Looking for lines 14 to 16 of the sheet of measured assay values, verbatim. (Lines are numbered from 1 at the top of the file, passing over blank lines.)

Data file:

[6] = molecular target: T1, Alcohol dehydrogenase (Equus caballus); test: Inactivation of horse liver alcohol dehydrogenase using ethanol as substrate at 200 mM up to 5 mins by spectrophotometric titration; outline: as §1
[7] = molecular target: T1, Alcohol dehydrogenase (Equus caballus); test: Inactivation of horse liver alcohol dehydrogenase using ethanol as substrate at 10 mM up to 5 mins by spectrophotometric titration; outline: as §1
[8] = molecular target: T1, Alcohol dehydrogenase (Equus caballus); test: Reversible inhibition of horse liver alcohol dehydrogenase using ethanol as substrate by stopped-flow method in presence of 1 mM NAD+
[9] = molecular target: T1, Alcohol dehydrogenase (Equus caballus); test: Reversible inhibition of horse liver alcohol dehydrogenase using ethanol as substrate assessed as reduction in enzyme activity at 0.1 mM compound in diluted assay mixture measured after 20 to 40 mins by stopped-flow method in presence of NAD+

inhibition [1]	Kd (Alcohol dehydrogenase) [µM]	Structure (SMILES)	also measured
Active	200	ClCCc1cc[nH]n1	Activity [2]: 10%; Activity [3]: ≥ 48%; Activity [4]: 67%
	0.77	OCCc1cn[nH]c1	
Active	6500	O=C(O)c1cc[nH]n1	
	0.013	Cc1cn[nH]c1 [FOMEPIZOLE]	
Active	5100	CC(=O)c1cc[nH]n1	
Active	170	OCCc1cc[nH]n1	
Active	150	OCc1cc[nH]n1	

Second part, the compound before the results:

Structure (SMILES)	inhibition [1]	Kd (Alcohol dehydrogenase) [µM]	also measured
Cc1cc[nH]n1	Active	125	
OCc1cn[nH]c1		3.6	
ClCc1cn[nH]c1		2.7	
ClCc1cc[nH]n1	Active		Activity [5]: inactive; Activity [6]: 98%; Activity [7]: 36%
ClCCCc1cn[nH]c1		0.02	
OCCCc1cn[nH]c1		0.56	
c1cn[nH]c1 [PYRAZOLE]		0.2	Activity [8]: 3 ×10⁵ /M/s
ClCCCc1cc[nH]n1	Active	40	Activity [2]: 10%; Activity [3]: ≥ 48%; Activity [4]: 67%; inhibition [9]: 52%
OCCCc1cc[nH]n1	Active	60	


Structure (SMILES)	inhibition [1]	Kd (Alcohol dehydrogenase) [µM]	also measured
Cc1cc[nH]n1	Active	125	
OCc1cn[nH]c1		3.6	